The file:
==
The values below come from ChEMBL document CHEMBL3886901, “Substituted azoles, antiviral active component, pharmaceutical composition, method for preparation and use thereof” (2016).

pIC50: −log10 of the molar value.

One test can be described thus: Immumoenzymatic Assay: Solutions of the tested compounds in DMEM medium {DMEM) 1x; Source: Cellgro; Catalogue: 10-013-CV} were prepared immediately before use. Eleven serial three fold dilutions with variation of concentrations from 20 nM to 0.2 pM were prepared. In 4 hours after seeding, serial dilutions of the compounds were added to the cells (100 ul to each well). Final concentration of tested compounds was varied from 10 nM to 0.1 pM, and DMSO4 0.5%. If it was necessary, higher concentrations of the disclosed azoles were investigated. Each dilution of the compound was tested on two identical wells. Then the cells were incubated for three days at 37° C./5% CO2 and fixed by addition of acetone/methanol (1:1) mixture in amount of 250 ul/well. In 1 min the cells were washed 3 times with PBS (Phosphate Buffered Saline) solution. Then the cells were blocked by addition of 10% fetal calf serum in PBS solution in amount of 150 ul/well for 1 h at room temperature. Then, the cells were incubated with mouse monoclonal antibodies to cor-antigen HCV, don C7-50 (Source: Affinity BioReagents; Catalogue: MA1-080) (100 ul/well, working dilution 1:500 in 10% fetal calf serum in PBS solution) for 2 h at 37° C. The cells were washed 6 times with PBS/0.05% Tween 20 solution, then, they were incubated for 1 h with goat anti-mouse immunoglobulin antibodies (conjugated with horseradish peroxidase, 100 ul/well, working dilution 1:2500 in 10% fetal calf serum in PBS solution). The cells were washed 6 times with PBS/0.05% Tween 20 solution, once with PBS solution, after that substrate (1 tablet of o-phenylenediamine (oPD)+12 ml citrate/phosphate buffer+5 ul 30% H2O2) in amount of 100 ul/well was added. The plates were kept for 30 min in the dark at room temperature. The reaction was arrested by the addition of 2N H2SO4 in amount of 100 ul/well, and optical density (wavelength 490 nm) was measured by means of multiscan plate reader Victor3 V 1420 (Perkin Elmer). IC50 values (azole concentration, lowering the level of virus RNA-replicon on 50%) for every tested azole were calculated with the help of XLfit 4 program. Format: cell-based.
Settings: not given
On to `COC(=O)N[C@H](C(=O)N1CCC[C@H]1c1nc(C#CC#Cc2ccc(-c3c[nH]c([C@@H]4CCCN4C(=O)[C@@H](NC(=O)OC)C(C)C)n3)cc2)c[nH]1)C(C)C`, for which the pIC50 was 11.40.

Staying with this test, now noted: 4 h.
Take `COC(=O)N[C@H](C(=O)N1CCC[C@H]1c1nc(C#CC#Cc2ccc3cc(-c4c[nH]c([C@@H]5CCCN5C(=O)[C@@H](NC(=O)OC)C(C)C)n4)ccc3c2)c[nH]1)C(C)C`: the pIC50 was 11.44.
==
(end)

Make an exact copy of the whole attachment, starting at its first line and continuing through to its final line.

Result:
The values below come from ChEMBL document CHEMBL3886901, “Substituted azoles, antiviral active component, pharmaceutical composition, method for preparation and use thereof” (2016).

pIC50: −log10 of the molar value.

One test can be described thus: Immumoenzymatic Assay: Solutions of the tested compounds in DMEM medium {DMEM) 1x; Source: Cellgro; Catalogue: 10-013-CV} were prepared immediately before use. Eleven serial three fold dilutions with variation of concentrations from 20 nM to 0.2 pM were prepared. In 4 hours after seeding, serial dilutions of the compounds were added to the cells (100 ul to each well). Final concentration of tested compounds was varied from 10 nM to 0.1 pM, and DMSO4 0.5%. If it was necessary, higher concentrations of the disclosed azoles were investigated. Each dilution of the compound was tested on two identical wells. Then the cells were incubated for three days at 37° C./5% CO2 and fixed by addition of acetone/methanol (1:1) mixture in amount of 250 ul/well. In 1 min the cells were washed 3 times with PBS (Phosphate Buffered Saline) solution. Then the cells were blocked by addition of 10% fetal calf serum in PBS solution in amount of 150 ul/well for 1 h at room temperature. Then, the cells were incubated with mouse monoclonal antibodies to cor-antigen HCV, don C7-50 (Source: Affinity BioReagents; Catalogue: MA1-080) (100 ul/well, working dilution 1:500 in 10% fetal calf serum in PBS solution) for 2 h at 37° C. The cells were washed 6 times with PBS/0.05% Tween 20 solution, then, they were incubated for 1 h with goat anti-mouse immunoglobulin antibodies (conjugated with horseradish peroxidase, 100 ul/well, working dilution 1:2500 in 10% fetal calf serum in PBS solution). The cells were washed 6 times with PBS/0.05% Tween 20 solution, once with PBS solution, after that substrate (1 tablet of o-phenylenediamine (oPD)+12 ml citrate/phosphate buffer+5 ul 30% H2O2) in amount of 100 ul/well was added. The plates were kept for 30 min in the dark at room temperature. The reaction was arrested by the addition of 2N H2SO4 in amount of 100 ul/well, and optical density (wavelength 490 nm) was measured by means of multiscan plate reader Victor3 V 1420 (Perkin Elmer). IC50 values (azole concentration, lowering the level of virus RNA-replicon on 50%) for every tested azole were calculated with the help of XLfit 4 program. Format: cell-based.
Settings: not given
On to `COC(=O)N[C@H](C(=O)N1CCC[C@H]1c1nc(C#CC#Cc2ccc(-c3c[nH]c([C@@H]4CCCN4C(=O)[C@@H](NC(=O)OC)C(C)C)n3)cc2)c[nH]1)C(C)C`, for which the pIC50 was 11.40.

Staying with this test, now noted: 4 h.
Take `COC(=O)N[C@H](C(=O)N1CCC[C@H]1c1nc(C#CC#Cc2ccc3cc(-c4c[nH]c([C@@H]5CCCN5C(=O)[C@@H](NC(=O)OC)C(C)C)n4)ccc3c2)c[nH]1)C(C)C`: the pIC50 was 11.44.